ANKARA: The Turkish parliament’s foreign affairs committee on Thursday postponed a vote on Sweden’s NATO membership bid, further damaging the Scandinavian country’s hopes of joining the Western alliance after an 18-month wait.
Chairman Fuat Oktay said the commission, controlled by President Tayyip Erdoğan’s ruling party, will hold further discussions and may put the bill back on the agenda next week, but did not set a clear timeline.
“All our MPs need to be fully convinced to approve Sweden’s membership in NATO. Oktay, in his statement to journalists after hours of discussion, said, “We will discuss all these (on the issue) at our (next) commission meeting.”
The commission can pass bills by a simple majority. Oktay added that if necessary and parliamentary regulations allow, he could invite the Swedish ambassador to brief the MPs.
Erdogan said this month he would try to facilitate the approval process, but added that Sweden had not taken enough precautions against Kurdish militants.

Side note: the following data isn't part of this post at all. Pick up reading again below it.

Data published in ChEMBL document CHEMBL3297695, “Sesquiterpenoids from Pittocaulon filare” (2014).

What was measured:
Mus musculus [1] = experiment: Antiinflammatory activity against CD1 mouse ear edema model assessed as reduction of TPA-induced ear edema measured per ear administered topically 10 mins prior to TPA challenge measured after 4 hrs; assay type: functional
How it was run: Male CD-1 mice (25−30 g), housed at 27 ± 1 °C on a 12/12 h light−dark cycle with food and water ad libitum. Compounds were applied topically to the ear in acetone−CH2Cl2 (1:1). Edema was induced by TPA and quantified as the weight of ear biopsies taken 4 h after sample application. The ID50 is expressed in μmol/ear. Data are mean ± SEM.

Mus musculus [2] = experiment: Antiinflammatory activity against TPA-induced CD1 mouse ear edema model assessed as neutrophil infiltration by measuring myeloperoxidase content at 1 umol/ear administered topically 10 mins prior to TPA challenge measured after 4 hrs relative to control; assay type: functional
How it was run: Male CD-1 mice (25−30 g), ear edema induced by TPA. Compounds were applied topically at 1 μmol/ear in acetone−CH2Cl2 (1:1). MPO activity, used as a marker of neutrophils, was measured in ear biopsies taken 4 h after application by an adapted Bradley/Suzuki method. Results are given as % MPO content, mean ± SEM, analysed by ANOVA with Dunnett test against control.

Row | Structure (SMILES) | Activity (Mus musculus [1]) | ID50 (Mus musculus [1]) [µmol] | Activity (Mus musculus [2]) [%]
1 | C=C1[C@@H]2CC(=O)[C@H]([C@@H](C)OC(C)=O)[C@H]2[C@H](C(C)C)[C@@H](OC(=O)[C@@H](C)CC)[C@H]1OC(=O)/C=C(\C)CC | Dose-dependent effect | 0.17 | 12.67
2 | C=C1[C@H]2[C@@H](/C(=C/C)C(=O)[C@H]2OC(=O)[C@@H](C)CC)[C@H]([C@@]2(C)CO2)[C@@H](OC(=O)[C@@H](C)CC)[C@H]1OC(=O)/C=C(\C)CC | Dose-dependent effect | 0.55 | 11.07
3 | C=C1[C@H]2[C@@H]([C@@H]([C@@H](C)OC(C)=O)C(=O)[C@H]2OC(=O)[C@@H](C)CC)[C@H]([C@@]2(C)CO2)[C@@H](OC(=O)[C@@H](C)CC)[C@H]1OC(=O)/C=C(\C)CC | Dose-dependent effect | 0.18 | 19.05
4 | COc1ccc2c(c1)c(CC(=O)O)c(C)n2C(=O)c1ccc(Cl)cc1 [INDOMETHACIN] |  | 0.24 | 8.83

To be approved, the bill must be approved by the committee before being put to a full parliamentary vote, which could be days or weeks later. Erdogan would later sign the law to complete the process, whose length has frustrated Ankara’s allies and tested its Western ties.
Sweden and Finland requested to join NATO in May last year, following Russia’s invasion of Ukraine.
At the time, Erdoğan also objected to demands from Northern countries to protect people Turkey deemed terrorists and to impose defense trade embargoes. Türkiye approved Finland’s offer in April but kept Sweden waiting.
Turkey has demanded that Sweden take further steps to rein in local members of the Kurdistan Workers’ Party (PKK), which is considered a terrorist organization by the European Union and the United States.
In response, Stockholm introduced a new anti-terrorism bill that would make membership in a terrorist organization illegal and also lift arms export restrictions to Turkey. He says he has ratified his part of the agreement signed last year.
Despite comments by Turkish Deputy Foreign Minister Burak Akçapar outlining the measures taken by Sweden, both the ruling AK Party and opposition MPs expressed their reservations and postponed the vote, albeit in rare cases.
“I value NATO expansion. However, we also need to eliminate some debates in our minds. AK Party deputy Ali Şahin said that Sweden has become a safe haven, a paradise, for some terrorist organizations.
“We find the steps taken by Sweden so far valuable, but we do not find them sufficient,” he said.
news source (www.brecorder.com)